The Ming Dynasty played host to some of China’s most renowned artistic achievements. The culture’s artistic explosion can be in part explained by the Ming dynasty’s economic success. Since the Han Dynasty, it was common practice to bury terracotta miniature of utilitarian and ornamental objects with the deceased; such items are known as mingqi, “spirit utensils” or “vessels for ghosts”. Mingqi were offered to assist and help the deceased in the afterlife, and they would have been modelled in the shape of cooking utensils, miniature replicas of their houses, as well as a range of furniture and other items. Anthropomorphic and zoomorphic terracotta reproductions were popular too, designed to assist and entertain the deceased and to recreate the world of the living.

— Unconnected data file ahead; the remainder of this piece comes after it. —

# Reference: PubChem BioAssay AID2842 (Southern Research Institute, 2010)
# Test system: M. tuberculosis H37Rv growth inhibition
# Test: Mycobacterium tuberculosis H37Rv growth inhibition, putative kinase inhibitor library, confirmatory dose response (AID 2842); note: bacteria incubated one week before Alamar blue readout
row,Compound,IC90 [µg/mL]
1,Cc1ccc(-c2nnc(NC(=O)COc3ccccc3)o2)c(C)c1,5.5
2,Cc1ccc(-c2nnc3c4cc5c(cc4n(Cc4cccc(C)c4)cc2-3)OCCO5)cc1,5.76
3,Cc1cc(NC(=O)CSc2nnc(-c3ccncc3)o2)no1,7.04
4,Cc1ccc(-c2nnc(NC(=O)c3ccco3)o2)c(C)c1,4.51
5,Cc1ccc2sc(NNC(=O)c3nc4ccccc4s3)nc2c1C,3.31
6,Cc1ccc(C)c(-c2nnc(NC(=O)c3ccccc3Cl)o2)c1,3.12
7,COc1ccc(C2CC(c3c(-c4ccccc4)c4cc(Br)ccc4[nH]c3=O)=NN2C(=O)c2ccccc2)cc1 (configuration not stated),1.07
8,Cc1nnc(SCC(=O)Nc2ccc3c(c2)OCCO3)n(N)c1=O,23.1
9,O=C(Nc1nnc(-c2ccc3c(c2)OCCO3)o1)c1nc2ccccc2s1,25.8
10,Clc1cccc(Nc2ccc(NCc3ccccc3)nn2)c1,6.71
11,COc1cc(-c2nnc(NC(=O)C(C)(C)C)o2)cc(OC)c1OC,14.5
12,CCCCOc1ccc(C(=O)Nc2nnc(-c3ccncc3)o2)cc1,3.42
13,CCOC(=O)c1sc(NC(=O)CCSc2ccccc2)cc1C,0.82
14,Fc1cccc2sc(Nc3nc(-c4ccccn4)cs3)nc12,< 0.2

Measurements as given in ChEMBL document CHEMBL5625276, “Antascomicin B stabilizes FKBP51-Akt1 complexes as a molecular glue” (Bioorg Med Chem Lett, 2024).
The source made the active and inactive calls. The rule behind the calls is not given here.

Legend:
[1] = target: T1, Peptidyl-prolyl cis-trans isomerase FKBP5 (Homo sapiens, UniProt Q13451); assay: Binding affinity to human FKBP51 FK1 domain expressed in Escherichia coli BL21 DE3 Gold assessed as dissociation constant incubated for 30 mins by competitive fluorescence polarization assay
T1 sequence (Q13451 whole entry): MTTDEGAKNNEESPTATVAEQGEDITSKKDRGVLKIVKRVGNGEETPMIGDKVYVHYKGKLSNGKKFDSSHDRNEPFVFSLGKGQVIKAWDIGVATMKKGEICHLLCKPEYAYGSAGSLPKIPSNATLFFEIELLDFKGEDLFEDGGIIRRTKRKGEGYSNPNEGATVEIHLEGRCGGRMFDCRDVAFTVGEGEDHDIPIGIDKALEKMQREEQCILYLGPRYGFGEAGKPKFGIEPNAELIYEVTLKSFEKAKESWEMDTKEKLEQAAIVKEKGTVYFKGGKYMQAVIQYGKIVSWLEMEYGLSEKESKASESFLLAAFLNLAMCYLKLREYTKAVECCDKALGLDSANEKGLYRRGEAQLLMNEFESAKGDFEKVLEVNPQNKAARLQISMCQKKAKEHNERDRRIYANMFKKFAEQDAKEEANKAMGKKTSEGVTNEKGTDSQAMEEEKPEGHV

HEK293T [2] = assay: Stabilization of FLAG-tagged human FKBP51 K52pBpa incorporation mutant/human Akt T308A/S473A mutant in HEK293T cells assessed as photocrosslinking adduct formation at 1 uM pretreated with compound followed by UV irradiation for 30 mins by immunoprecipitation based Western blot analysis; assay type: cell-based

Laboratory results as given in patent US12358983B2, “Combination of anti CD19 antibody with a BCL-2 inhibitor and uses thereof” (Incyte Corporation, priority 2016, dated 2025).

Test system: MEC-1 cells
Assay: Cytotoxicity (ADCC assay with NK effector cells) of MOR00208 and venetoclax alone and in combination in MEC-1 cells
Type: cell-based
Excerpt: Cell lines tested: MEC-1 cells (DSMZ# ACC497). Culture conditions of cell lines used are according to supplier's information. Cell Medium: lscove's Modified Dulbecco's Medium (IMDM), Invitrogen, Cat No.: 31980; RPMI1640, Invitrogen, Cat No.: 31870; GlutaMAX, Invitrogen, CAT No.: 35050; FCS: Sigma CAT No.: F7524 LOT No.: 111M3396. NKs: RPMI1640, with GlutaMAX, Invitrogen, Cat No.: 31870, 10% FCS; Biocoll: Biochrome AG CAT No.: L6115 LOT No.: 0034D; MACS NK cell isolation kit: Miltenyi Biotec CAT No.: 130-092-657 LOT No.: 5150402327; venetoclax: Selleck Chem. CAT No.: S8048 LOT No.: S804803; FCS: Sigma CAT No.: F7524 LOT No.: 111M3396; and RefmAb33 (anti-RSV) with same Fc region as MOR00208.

Ming Dynasty Glazed Miniature Chest
A nicely modelled Ming Dynasty miniature offering in the shape of a large chest with handles. The piece is glazed in bright orange, with the handles cold-painted in brown colour. Terracotta miniatures of this type would have been made for funerary purposes, buried with the deceased in the belief that he or she would need such items in the afterlife.
Period: Ming Dynasty
Condition: Very fine condition.